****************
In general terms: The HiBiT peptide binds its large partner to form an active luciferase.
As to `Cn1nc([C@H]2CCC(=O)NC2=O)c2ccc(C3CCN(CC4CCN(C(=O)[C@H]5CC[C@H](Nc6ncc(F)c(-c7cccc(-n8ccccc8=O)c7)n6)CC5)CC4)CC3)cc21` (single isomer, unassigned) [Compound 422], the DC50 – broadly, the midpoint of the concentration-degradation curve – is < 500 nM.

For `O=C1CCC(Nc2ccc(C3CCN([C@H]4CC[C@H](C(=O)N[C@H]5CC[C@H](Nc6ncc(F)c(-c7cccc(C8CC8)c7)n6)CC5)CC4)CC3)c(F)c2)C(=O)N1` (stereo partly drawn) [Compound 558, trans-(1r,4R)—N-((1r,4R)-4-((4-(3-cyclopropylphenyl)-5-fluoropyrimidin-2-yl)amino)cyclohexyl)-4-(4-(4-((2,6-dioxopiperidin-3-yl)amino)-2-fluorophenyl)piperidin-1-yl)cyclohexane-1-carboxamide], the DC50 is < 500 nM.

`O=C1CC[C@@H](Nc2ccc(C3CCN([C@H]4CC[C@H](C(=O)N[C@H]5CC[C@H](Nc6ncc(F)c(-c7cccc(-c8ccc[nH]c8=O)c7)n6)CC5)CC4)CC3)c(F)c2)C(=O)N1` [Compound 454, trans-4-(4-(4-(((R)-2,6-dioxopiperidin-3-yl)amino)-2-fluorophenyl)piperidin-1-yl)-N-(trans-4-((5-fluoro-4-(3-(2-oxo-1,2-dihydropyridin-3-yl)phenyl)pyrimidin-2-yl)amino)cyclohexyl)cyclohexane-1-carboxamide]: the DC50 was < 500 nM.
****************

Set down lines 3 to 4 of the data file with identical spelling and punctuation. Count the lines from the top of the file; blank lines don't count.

For `O=C1CCC(Nc2ccc(C3CCN([C@H]4CC[C@H](C(=O)N[C@H]5CC[C@H](Nc6ncc(F)c(-c7cccc(C8CC8)c7)n6)CC5)CC4)CC3)c(F)c2)C(=O)N1` (stereo partly drawn) [Compound 558, trans-(1r,4R)—N-((1r,4R)-4-((4-(3-cyclopropylphenyl)-5-fluoropyrimidin-2-yl)amino)cyclohexyl)-4-(4-(4-((2,6-dioxopiperidin-3-yl)amino)-2-fluorophenyl)piperidin-1-yl)cyclohexane-1-carboxamide], the DC50 is < 500 nM.

`O=C1CC[C@@H](Nc2ccc(C3CCN([C@H]4CC[C@H](C(=O)N[C@H]5CC[C@H](Nc6ncc(F)c(-c7cccc(-c8ccc[nH]c8=O)c7)n6)CC5)CC4)CC3)c(F)c2)C(=O)N1` [Compound 454, trans-4-(4-(4-(((R)-2,6-dioxopiperidin-3-yl)amino)-2-fluorophenyl)piperidin-1-yl)-N-(trans-4-((5-fluoro-4-(3-(2-oxo-1,2-dihydropyridin-3-yl)phenyl)pyrimidin-2-yl)amino)cyclohexyl)cyclohexane-1-carboxamide]: the DC50 was < 500 nM.